President Trump announced Monday that he is imposing tariffs on imported steel and aluminum from Canada, Mexico and the European Union, three of America's biggest trade partners.
Many of those countries are already fighting back with tariffs of their own.
"This is not the action of an ally or of an economic partner which in fact the United States should be and has been for so long," Premier of Ontario Kathleen Wayne said.
Ever since the President began talking about steel and aluminum tariffs earlier this year, the market for both commodities, as well as other U.S. products, has been volatile.
This latest announcement just adds to that uncertainty.
"These countries aren't going to take this sitting down, they're going to retaliate, and in most cases they retaliate against agriculture," South Dakota Senator John Then said. "So we're very concerned about this, I've expressed that to the president directly, to members of his administration."
"We just also wanna make sure the administration clearly understands the impact that even having the discussion of tariffs has on the market on a daily basis," South Dakota Senator Mike Rounds said.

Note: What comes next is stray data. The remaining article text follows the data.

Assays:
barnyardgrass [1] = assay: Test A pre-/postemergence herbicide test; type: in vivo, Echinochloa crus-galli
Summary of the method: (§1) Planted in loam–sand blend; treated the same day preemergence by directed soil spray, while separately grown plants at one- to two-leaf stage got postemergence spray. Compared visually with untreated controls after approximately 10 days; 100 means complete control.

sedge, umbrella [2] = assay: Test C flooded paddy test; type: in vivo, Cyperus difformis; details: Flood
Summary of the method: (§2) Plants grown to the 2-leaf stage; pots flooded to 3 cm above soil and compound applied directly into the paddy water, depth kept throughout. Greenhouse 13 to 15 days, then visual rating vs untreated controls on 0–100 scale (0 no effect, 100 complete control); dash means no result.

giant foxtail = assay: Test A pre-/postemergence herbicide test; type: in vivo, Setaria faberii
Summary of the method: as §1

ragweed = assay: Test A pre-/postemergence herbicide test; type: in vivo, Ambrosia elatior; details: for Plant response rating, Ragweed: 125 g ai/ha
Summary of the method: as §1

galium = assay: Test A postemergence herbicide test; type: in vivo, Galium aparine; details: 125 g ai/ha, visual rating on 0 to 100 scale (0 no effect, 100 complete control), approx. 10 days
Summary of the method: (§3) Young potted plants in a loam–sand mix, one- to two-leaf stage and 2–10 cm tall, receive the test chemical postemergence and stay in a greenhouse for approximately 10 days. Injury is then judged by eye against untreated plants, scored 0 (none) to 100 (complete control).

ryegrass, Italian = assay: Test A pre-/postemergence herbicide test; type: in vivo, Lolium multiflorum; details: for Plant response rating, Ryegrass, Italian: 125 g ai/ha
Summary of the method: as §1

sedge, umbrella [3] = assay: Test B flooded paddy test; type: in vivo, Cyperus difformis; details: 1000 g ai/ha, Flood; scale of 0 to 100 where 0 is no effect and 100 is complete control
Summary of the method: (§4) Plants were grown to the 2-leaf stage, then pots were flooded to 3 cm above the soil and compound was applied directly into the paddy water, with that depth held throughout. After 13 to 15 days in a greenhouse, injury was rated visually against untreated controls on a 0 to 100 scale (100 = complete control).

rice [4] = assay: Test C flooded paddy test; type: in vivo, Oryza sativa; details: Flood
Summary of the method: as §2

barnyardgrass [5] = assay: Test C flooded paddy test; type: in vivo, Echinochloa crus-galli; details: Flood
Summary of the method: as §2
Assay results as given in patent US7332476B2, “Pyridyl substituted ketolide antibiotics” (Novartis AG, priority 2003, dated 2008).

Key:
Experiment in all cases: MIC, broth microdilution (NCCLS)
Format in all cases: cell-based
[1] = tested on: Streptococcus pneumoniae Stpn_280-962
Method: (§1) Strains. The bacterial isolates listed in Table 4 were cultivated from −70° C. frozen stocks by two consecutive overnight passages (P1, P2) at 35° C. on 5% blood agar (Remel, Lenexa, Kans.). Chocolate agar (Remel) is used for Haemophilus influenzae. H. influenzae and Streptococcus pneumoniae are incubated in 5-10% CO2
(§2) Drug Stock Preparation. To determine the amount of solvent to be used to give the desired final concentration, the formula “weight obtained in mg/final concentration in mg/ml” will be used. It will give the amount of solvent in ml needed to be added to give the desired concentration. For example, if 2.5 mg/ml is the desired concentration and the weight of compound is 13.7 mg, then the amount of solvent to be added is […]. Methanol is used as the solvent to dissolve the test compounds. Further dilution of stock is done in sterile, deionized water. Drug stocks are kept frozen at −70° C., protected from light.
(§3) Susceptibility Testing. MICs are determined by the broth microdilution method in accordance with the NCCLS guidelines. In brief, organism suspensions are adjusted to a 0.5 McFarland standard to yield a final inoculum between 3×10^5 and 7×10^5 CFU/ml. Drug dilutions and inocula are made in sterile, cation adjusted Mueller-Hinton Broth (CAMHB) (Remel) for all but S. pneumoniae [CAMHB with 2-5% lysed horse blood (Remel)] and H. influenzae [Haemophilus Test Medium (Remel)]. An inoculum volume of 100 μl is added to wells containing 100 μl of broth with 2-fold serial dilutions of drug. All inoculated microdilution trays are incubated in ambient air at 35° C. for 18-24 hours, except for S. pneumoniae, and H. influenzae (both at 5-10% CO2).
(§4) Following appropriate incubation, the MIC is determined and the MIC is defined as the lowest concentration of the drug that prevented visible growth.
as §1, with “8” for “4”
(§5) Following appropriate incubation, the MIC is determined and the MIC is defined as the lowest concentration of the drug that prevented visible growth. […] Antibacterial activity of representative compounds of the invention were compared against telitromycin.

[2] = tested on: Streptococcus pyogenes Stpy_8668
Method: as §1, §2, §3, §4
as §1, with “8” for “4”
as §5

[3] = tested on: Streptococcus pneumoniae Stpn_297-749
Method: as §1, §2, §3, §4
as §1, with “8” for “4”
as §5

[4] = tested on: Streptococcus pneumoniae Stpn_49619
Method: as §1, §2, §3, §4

Much of South Dakota's concern about tariffs is the potential retaliation on American agricultural exports.
"We're very dependent, our producers here in South Dakota both on the crop side and the livestock side are going to be very, very concerned if there are retaliatory measures taken by either of those countries directed at agriculture," Thune said.
State leaders are also concerned about the steel market which can have a big impact on farmers.
"If you have a manufacturer, if they're producing farm equipment, if they are producing steel bins, whatever it might be, their cost will go up and the farmer or the end consumer ultimately pays that bill," Rounds said.
Haug Steel Construction Inc. says the uncertainty in the market means farmers have less time to plan out their projects.
"On a normal basis for grain bins will be quoted a quote for 21 days, they'll lock that price in for 21 days, a lot of times our buildings are locked in for 30 days," President of Haug Steel Construction Larry Haug said. "The grain bins have now gone to seven days, the buildings have gone to 10 days and it's pretty hard for people to make a financial decision in seven days."
With the prices of grain so low, it directly affects how much business farmers will be able to do with companies like Haug Steel.
"Fifty percent plus is agriculture related, when things are good on the farm, we're very busy, when things are not good on the farm, we do slow up," Haug said.
In his 40 years in the steel business, Larry Haug says he's seen the market jump as much as 35% over the course of one summer, which could add about $10, 000 to the overall cost of a normal $60,000 grain bin project.
Economists believe the tariffs could further increase the cost of everyday products around the U.S.